More specifically, we encouraged GAC to:

  1. Integrate disaster risk reduction more effectively into programming and funding mechanisms across all branches in order to reduce risk of disaster and promote poverty alleviation (pages 2-3);
  2. Increase investments in conflict prevention initiatives, strengthen support for peacebuilding and psychosocial interventions, and champion the women, peace, and security agenda (pages 3-6);
  3. Provide long-term, predictable, and flexible funding suitable to Canadian INGOs working with local grassroots organizations, and commit to growing Canada’s international assistance envelope with a clear timetable for reaching 0.7% of GNI (page 6);
  4. Ensure policy coherence across development, trade, and foreign affairs agendas serves to strengthen—rather than temper—Canada’s commitment to the interests of developing countries (pages 6-8);
  5. Generate a white paper that clearly articulates Canada’s priorities for the next five years as well as corresponding strategies, policies, and action plans it will develop to implement that framework (page 8).

Given MCC’s experience working in conflict zones around the world, peacebuilding was a particularly important priority (recommendation 2, pages 3-6). We strongly affirmed Global Affairs’ prioritization of peace as a stand-alone, strategic orientation for Canada’s international assistance programming, and urged the government to integrate a conflict sensitivity lens across all of Canada’s development strategies, regardless of the sector.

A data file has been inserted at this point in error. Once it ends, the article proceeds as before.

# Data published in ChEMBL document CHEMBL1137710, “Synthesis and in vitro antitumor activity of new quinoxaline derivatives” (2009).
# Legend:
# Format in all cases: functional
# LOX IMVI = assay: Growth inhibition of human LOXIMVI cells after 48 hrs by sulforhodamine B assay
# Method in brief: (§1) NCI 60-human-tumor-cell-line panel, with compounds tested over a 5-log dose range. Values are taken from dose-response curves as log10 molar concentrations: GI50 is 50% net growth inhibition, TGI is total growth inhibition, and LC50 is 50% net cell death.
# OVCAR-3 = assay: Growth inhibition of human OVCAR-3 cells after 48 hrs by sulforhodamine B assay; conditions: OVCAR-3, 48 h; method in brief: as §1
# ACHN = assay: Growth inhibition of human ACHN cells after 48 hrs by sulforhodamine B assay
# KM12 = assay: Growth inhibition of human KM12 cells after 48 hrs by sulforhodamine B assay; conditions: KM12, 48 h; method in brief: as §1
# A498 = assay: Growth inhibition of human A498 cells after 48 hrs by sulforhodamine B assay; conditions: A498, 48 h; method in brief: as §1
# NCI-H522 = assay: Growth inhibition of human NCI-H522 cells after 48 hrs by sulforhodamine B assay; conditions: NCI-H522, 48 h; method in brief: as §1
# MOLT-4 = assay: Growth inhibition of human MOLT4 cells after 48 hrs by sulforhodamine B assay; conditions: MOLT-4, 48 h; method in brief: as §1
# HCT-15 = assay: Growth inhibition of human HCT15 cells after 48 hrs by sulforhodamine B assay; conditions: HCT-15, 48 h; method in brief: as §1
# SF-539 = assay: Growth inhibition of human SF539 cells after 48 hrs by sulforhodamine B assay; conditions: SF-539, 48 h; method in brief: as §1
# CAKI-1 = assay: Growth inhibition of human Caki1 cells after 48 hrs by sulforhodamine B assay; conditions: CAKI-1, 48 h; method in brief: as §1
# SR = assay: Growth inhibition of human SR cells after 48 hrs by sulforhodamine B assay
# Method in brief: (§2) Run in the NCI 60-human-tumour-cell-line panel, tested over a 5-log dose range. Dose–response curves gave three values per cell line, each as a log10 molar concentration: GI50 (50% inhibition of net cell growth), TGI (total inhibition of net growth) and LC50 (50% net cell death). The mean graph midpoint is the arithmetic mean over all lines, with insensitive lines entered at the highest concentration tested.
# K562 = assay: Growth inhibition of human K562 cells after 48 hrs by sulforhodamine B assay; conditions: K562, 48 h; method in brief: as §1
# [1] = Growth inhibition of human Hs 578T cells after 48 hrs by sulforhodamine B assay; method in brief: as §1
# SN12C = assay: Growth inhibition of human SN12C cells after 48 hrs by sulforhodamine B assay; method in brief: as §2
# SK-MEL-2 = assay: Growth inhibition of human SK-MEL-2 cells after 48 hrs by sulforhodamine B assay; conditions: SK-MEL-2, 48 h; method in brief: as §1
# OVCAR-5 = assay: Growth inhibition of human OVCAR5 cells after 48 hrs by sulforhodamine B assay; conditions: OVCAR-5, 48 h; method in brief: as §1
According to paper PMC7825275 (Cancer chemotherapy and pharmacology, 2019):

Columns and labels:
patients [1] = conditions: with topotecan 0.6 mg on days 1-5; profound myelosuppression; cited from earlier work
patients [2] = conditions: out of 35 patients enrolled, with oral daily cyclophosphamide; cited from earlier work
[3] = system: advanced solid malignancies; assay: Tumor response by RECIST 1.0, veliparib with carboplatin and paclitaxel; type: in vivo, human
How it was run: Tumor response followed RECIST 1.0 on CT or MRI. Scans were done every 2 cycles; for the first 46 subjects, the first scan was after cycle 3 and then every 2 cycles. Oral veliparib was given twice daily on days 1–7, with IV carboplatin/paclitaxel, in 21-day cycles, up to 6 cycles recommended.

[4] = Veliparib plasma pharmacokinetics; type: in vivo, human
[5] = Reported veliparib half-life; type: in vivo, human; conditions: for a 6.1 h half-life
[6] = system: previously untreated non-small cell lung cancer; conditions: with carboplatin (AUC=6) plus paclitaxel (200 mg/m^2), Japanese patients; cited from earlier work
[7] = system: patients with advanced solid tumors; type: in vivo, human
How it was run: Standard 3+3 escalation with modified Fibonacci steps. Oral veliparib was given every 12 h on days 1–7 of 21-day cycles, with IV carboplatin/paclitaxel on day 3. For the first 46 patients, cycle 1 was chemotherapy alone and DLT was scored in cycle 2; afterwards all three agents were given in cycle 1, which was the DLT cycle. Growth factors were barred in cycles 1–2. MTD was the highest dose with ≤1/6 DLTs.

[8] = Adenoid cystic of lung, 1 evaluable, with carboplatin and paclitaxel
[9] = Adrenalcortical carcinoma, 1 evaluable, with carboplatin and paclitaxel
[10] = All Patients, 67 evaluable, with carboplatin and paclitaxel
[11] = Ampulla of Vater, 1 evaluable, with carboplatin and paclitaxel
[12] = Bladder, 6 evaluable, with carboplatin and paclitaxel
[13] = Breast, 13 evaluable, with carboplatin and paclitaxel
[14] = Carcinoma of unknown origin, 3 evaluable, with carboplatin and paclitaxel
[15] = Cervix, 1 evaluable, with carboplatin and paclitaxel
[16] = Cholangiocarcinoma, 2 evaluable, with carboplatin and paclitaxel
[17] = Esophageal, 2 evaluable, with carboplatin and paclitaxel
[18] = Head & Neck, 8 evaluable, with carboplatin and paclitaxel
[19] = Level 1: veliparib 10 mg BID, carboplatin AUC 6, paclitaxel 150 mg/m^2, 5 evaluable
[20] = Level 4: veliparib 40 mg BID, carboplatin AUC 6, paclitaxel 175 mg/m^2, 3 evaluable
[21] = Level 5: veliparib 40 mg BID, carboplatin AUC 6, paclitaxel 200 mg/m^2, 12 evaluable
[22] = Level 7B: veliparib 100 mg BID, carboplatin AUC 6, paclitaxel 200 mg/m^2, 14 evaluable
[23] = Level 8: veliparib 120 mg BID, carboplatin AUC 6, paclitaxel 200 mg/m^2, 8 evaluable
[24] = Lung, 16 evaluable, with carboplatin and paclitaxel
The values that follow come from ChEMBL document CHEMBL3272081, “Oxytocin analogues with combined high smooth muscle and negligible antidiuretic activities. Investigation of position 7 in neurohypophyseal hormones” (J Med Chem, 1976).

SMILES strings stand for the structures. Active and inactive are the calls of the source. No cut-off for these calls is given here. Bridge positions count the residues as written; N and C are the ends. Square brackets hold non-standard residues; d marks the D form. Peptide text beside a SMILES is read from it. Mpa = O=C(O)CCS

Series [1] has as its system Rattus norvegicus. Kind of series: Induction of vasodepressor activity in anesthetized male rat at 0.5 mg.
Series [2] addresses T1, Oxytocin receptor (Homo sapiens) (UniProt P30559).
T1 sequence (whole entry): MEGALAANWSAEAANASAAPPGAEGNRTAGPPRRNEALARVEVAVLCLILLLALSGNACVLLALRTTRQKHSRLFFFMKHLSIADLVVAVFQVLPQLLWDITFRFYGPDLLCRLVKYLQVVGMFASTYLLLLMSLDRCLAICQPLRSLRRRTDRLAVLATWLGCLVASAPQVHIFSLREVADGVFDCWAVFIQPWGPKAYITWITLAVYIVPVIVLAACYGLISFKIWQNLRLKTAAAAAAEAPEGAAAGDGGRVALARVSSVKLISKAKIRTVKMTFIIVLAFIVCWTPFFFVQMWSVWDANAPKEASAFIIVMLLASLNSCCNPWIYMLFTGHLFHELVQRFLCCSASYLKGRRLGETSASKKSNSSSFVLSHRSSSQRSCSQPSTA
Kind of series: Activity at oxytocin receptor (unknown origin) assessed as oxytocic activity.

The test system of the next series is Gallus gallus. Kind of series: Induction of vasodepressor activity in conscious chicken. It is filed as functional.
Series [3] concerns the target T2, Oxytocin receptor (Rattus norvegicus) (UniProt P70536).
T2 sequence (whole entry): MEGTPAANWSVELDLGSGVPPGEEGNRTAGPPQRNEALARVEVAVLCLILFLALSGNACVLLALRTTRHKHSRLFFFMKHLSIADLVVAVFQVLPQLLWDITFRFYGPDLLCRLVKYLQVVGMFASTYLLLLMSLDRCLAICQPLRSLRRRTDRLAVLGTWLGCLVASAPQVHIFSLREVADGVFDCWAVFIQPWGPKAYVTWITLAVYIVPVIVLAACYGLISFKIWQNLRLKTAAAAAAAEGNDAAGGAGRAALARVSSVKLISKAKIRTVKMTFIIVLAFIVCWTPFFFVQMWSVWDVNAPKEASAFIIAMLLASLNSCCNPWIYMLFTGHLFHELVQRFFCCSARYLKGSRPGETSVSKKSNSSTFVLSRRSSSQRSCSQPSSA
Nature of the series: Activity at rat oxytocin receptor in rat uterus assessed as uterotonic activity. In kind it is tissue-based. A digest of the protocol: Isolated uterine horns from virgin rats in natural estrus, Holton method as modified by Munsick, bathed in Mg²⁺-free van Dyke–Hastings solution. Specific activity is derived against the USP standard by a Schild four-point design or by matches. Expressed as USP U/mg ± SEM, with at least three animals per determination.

More specifically, first we strongly encouraged the government to invest in conflict prevention initiatives that seek to resolve, manage, or contain disputes before they become violent. In the same way that a long-term commitment to strengthening disaster risk reduction can build resilience and strengthen peoples’ capacity to deal with unexpected shocks, early intervention is the most effective way to prevent violent conflict from erupting.